This international multidisciplinary event showcased current research and practice in teen mobility, active transport, the effects of the built environment and climate change, and youth engagement. Links to recorded video presentations and graphics can be found on the Symposium page and the AMHC YouTube Channel.
Original Article at US PIRG
The Driving Boom—a six decade-long period of steady increases in per-capita driving in the United States—is over.
Americans drive fewer total miles today than we did eight years ago, and fewer per person than we did at the end of Bill Clinton’s first term. The unique combination of conditions that fueled the Driving Boom—from cheap gas prices to the rapid expansion of the workforce during the Baby Boom generation—no longer exists. Meanwhile, a new generation—the Millennials—is demanding a new American Dream less dependent on driving.
Adolescents warrant special attention. From a road safety perspective, they carry the largest crash and morbidity/mortality risk of any age group. This has led to considerable research and safety programs, but these efforts have plateaued in many countries and remain fixed within a road safety perspective. From a broader perspective, little has been done about the many non-traffic health risks related to teen driving (increased drug and alcohol use, anti-social behaviour, sexually transmitted infections, inactivity and obesity). From a sustainable transport perspective, a contemporary imperative, teens are where the transition from non-driver to driver takes place; an opportune time for interventions to minimize environmental harms.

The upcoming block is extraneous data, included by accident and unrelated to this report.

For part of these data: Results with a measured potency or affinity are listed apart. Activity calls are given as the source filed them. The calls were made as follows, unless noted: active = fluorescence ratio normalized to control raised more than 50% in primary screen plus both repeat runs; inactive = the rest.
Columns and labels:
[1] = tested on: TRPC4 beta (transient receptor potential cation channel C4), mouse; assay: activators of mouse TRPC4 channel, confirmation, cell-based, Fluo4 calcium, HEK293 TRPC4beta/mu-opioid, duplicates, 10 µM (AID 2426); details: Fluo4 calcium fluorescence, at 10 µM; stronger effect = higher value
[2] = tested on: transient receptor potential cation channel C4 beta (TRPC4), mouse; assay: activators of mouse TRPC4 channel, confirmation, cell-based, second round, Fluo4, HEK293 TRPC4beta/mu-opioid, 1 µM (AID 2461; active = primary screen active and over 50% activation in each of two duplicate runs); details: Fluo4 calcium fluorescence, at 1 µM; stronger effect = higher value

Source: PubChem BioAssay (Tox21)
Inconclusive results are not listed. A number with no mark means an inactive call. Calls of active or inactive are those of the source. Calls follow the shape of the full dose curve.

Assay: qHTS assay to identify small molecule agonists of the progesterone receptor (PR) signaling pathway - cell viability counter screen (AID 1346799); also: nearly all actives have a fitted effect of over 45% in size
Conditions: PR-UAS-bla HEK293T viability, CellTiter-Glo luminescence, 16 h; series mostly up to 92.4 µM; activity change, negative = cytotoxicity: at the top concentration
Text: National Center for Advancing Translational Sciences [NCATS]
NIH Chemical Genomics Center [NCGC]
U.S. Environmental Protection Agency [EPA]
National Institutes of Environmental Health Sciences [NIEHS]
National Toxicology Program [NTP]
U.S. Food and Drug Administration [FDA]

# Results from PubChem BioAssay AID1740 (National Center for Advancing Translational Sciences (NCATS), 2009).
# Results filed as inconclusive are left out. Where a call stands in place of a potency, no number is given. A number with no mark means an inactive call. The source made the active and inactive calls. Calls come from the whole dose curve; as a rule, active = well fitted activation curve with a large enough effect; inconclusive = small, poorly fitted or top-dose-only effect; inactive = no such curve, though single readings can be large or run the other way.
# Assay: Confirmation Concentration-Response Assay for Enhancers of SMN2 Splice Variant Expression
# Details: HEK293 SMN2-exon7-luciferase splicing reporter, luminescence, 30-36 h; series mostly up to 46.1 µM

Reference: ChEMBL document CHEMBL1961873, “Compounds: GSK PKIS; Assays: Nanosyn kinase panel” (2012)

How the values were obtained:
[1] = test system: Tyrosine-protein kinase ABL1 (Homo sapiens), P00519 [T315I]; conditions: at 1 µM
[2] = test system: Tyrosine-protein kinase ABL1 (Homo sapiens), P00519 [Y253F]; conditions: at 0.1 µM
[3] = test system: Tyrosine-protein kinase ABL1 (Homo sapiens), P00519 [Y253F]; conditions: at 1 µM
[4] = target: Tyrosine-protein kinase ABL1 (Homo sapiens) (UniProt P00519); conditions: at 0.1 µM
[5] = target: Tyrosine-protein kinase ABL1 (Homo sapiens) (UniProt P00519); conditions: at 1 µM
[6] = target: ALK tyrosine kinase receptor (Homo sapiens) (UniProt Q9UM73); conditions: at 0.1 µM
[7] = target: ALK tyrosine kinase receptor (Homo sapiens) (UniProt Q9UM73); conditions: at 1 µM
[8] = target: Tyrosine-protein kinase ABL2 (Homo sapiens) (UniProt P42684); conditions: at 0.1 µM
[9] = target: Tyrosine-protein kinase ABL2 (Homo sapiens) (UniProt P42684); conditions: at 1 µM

Professor Weiss introduces a new paradigm termed ‘mobility health’ to bridge the siloed domains of safety, adolescent health and sustainable mobility. In this passionate speech to an international audience, he advocates changing the current narrow paradigm of adolescent road safety to a cross-level/cross-disciplinary, more potent, timely and healthy vision of less driving through mobility modal shift from cars to active and public transport.
“The rate of U.S. auto sales to 18-to-34-year-old buyers declined to 11 percent in April 2012, down from 17 percent for the same age group in April 2007, before the recession, according to Southfield, Michigan-based R.L. Polk & Co. ”
Original article at www.slocat.net
RIO DE JANEIRO, BRAZIL (20 June, 2012 )—The eight largest multilateral development banks (MDBs) announced today that they will invest US$175 billion to finance more sustainable transportation systems over the coming decade, boosting equitable economic development and protecting the environment and public health across the developing world. The pledge by the Asian Development Bank, the World Bank and six other MDBs was made at the start of United Nations Conference on Sustainable Development (also known as Rio+20).